- Swaroop Mami
Late last night, I went for a walk. I got out of my bed, tiptoed into the hall where my husband had fallen asleep with the TV still running, clicked open the front door as silently as I could, sneaked out and closed the door quietly behind me. I scurried quickly down the four stairs on the front porch, skipped across the garden, opened the gate making sure it didn’t creak and found myself on the street. I was still in my nightclothes; a pair of faded yellow and checked pyjamas and a weather-worn white t-shirt.
The streetlights had stopped working a few days ago and a phone call to the local electrical department was met with a vague promise of a fix in a day. So, the only source of light was the pale moon that bathed everything around me in a dull grey. High dull grey compound walls protected spacious dull grey mansions. A dull grey watchman slept on a dull grey chair holding a dull grey stick in his hand. A dull grey car, parked in a dull grey corner, now looked even duller and greyer.
My dull grey form walked down this street, hands in pyjama pockets, hair tied in a ponytail. Mansion after mansion passed me, each in a different style, each a compromise between the architect’s vision and the owner’s needs. Some houses were cold and closed, others at least put on an air of brightness and affability. Some gardens were denser, some neater. Some houses had no gardens, the buildings kissing their compound walls. The one thing that united them all at this hour was their lifelessness.
In the fifty-odd years of my life I had never ventured out alone this late at night before. I felt like a kid from an Enid Blyton adventure novel doing something her parents didn’t think she should be doing.
Only one house at the far end of the street, unoccupied for months, had a warm yellow light streaming from its windows. It was a single cottage, slightly away from the other houses. It used to be the outhouse of the bungalow next to it. Just behind the outhouse was the alley that led to the fishing hamlets and the sea. This gave the house a certain lightness that the other grim, imposing palaces in the street didn’t seem to possess.
When they realised they didn’t need it anymore, the owners rented the outhouse out to a steady stream of transient eccentrics — artists, recluses and reclusive artists. The tenants, therefore, drifted in and out of the place. They’d stay until they got bored of the same fishing hamlet, the same large houses, the same street and the same sea view. Some of them would come back after a while for a few months, but most never did.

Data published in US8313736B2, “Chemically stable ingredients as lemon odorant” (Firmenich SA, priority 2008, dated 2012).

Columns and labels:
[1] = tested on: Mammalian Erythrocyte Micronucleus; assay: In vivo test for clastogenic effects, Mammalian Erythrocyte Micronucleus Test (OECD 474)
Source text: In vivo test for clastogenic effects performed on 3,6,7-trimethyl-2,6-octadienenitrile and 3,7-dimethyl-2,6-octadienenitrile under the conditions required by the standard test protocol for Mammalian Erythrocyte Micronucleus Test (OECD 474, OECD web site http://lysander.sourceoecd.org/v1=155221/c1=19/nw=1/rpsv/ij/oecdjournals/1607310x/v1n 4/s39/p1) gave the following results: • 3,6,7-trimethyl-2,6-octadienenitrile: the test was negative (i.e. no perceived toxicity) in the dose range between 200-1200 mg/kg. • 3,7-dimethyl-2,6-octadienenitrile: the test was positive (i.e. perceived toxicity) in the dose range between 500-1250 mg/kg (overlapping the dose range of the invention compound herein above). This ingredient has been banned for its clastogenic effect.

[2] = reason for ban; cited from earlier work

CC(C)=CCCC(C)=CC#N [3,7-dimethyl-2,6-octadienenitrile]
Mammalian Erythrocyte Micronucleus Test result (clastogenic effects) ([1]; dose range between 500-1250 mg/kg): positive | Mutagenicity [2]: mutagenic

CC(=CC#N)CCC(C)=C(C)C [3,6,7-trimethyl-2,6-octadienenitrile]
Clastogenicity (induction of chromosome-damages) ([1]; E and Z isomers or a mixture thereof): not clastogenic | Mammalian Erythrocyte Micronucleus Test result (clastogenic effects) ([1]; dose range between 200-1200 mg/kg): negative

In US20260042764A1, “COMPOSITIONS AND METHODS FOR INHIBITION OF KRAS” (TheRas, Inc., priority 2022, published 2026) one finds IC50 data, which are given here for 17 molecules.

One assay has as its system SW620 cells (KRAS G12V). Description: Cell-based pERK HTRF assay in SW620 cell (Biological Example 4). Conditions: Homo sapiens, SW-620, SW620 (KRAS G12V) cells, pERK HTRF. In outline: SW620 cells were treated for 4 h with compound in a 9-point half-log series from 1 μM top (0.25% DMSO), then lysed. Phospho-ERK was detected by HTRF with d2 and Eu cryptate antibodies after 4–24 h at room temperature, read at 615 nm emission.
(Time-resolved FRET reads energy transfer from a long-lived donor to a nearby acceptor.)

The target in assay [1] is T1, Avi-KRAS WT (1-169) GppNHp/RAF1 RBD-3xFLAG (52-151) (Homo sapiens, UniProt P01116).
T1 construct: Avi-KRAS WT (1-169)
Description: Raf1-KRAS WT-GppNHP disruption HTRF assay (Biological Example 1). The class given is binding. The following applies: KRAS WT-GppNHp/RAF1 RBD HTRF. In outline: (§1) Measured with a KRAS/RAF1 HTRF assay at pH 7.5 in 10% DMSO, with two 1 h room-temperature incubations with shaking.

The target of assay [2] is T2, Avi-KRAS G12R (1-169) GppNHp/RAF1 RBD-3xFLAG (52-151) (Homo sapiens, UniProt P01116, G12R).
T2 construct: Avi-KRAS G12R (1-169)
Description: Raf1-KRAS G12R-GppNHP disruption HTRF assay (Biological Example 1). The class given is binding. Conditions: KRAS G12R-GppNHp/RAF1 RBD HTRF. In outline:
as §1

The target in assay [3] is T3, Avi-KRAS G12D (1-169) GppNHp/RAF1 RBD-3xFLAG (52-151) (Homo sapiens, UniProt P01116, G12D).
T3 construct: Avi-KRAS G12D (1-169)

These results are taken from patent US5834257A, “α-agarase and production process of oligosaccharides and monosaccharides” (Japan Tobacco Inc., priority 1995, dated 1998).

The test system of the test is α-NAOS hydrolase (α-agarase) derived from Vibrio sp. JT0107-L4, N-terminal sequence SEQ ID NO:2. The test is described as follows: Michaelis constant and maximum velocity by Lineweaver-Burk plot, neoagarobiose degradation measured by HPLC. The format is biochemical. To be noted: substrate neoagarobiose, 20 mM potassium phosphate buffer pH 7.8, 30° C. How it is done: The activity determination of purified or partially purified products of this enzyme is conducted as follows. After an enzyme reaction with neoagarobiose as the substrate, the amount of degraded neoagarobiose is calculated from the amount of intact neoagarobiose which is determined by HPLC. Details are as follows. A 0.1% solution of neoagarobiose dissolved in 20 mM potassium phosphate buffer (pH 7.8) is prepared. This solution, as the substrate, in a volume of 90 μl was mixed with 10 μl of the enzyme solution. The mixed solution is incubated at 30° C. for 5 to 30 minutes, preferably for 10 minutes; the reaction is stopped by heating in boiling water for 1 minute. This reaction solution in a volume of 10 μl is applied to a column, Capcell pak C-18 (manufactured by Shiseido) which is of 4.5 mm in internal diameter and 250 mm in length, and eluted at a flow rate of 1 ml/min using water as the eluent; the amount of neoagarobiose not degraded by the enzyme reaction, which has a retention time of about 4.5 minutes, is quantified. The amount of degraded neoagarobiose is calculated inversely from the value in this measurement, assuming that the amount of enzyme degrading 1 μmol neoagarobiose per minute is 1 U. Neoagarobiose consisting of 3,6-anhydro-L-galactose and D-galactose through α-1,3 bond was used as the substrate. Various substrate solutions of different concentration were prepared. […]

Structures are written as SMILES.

I strolled towards the light, partly curious and partly because it was the only place in sight with any sign of life. As I neared it enough to look through the window, I was enveloped by a cosy sea breeze which brought along with it strains of Schubert’s Sonata in C Minor.
Thirty-one years ago, a year before I got married, I performed the Sonata in C Minor at a local classical music appreciation club. The venue was modest, but the audience was knowledgeable. The applause after my performance was enthusiastic. I heard the words “depth” and “maturity” floating around the hall after. That was the last time I performed.
Those days, I learnt music from a young man who was surprisingly old school. He didn’t think twice before rapping students on their knuckles with a stick at the slightest hint of a mistake. He slave-drove his wards, painstakingly monitoring their exercises and scales for hours on end. He wouldn’t move to a new piece until the old one was perfect.
I had a classmate – a fellow Christian boy, two years younger than me. I had been learning for a little longer than him and was surprised (and slightly offended) when my teacher said he would teach us together. Initially, the boy was out of his depth in our sessions. I picked up ideas and melodies much faster. My hands moved more quickly and precisely. He got more raps on his knuckles.
But he caught up much faster than I expected. Perceptive as he was, he sensed when I felt threatened by him. He fed off it.
As it always does, this competition turned into camaraderie. We lingered around after our lesson. Sometimes, we came early. Sometimes, we met at our teacher’s house on days when we didn’t have a lesson, just to practice.